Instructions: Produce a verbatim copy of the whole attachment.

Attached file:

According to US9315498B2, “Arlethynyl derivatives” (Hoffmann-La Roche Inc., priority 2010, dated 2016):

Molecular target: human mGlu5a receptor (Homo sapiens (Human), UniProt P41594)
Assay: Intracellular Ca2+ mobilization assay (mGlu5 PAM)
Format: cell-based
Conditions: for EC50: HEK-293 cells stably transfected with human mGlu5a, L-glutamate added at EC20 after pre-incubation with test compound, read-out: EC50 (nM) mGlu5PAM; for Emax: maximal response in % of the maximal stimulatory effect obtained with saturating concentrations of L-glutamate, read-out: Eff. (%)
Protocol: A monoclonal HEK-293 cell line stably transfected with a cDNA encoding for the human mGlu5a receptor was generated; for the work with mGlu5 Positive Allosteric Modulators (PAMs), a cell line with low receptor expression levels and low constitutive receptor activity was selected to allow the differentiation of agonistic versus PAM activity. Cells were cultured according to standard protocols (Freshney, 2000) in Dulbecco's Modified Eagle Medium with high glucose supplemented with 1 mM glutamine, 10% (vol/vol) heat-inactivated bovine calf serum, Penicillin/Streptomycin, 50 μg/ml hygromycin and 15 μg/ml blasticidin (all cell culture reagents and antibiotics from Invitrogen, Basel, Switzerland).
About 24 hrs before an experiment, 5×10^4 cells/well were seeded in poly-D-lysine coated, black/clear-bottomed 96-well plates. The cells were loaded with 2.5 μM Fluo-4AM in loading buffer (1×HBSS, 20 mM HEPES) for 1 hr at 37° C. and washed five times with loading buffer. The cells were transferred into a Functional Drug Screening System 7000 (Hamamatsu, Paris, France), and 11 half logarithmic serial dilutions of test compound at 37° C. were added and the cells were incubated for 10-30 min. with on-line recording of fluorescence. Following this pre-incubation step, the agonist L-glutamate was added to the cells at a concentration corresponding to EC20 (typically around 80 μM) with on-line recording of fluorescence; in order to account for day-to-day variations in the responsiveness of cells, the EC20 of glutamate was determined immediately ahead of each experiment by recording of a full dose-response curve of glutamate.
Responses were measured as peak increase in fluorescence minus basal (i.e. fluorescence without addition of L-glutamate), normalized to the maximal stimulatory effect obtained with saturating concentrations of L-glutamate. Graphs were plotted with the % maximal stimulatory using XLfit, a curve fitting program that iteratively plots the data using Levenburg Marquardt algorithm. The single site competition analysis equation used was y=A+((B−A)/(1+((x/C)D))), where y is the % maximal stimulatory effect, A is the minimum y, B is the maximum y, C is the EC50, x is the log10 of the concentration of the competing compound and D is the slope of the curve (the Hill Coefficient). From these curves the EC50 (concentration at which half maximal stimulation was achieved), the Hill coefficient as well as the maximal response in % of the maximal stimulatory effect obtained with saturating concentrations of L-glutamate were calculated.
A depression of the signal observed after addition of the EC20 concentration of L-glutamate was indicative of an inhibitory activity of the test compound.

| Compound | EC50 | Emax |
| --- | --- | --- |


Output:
According to US9315498B2, “Arlethynyl derivatives” (Hoffmann-La Roche Inc., priority 2010, dated 2016):

Molecular target: human mGlu5a receptor (Homo sapiens (Human), UniProt P41594)
Assay: Intracellular Ca2+ mobilization assay (mGlu5 PAM)
Format: cell-based
Conditions: for EC50: HEK-293 cells stably transfected with human mGlu5a, L-glutamate added at EC20 after pre-incubation with test compound, read-out: EC50 (nM) mGlu5PAM; for Emax: maximal response in % of the maximal stimulatory effect obtained with saturating concentrations of L-glutamate, read-out: Eff. (%)
Protocol: A monoclonal HEK-293 cell line stably transfected with a cDNA encoding for the human mGlu5a receptor was generated; for the work with mGlu5 Positive Allosteric Modulators (PAMs), a cell line with low receptor expression levels and low constitutive receptor activity was selected to allow the differentiation of agonistic versus PAM activity. Cells were cultured according to standard protocols (Freshney, 2000) in Dulbecco's Modified Eagle Medium with high glucose supplemented with 1 mM glutamine, 10% (vol/vol) heat-inactivated bovine calf serum, Penicillin/Streptomycin, 50 μg/ml hygromycin and 15 μg/ml blasticidin (all cell culture reagents and antibiotics from Invitrogen, Basel, Switzerland).
About 24 hrs before an experiment, 5×10^4 cells/well were seeded in poly-D-lysine coated, black/clear-bottomed 96-well plates. The cells were loaded with 2.5 μM Fluo-4AM in loading buffer (1×HBSS, 20 mM HEPES) for 1 hr at 37° C. and washed five times with loading buffer. The cells were transferred into a Functional Drug Screening System 7000 (Hamamatsu, Paris, France), and 11 half logarithmic serial dilutions of test compound at 37° C. were added and the cells were incubated for 10-30 min. with on-line recording of fluorescence. Following this pre-incubation step, the agonist L-glutamate was added to the cells at a concentration corresponding to EC20 (typically around 80 μM) with on-line recording of fluorescence; in order to account for day-to-day variations in the responsiveness of cells, the EC20 of glutamate was determined immediately ahead of each experiment by recording of a full dose-response curve of glutamate.
Responses were measured as peak increase in fluorescence minus basal (i.e. fluorescence without addition of L-glutamate), normalized to the maximal stimulatory effect obtained with saturating concentrations of L-glutamate. Graphs were plotted with the % maximal stimulatory using XLfit, a curve fitting program that iteratively plots the data using Levenburg Marquardt algorithm. The single site competition analysis equation used was y=A+((B−A)/(1+((x/C)D))), where y is the % maximal stimulatory effect, A is the minimum y, B is the maximum y, C is the EC50, x is the log10 of the concentration of the competing compound and D is the slope of the curve (the Hill Coefficient). From these curves the EC50 (concentration at which half maximal stimulation was achieved), the Hill coefficient as well as the maximal response in % of the maximal stimulatory effect obtained with saturating concentrations of L-glutamate were calculated.
A depression of the signal observed after addition of the EC20 concentration of L-glutamate was indicative of an inhibitory activity of the test compound.

| Compound | EC50 | Emax |
| --- | --- | --- |